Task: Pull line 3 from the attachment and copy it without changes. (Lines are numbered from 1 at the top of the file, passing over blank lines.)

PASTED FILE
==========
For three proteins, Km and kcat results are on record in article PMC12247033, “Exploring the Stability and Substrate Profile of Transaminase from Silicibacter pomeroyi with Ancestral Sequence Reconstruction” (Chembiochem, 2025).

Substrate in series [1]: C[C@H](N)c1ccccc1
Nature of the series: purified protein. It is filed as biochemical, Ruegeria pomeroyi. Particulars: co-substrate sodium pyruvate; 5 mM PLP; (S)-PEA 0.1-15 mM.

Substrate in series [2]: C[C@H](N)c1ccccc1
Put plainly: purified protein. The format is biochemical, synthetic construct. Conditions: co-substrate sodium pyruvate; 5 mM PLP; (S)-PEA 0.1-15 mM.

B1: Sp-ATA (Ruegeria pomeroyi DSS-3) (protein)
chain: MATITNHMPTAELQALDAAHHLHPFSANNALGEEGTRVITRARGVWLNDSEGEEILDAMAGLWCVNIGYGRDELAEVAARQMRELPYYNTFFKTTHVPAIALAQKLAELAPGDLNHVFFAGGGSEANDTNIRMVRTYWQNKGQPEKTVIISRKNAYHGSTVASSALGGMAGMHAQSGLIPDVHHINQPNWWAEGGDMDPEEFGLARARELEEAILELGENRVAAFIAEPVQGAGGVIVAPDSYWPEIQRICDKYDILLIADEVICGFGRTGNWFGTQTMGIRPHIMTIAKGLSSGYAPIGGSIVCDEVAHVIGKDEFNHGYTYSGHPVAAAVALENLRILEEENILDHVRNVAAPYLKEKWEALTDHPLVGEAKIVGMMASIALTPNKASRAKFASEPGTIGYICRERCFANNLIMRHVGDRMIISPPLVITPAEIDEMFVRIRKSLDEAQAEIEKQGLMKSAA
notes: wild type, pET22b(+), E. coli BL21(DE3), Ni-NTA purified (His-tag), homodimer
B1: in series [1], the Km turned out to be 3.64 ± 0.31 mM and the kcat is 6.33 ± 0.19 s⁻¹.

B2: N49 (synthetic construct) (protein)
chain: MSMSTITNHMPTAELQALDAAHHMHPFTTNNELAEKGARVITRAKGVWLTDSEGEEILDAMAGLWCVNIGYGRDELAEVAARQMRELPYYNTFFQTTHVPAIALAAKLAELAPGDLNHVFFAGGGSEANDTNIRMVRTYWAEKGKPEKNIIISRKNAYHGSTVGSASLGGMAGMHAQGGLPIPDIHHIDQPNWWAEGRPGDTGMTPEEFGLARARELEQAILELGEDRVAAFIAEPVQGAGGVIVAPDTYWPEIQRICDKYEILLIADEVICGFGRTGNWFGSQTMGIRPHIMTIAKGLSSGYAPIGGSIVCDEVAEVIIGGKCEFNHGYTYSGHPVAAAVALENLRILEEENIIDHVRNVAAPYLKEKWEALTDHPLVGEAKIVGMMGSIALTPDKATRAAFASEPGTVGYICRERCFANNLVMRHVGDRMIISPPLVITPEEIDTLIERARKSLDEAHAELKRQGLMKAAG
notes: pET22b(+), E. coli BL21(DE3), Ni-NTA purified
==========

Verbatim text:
Nature of the series: purified protein. It is filed as biochemical, Ruegeria pomeroyi. Particulars: co-substrate sodium pyruvate; 5 mM PLP; (S)-PEA 0.1-15 mM.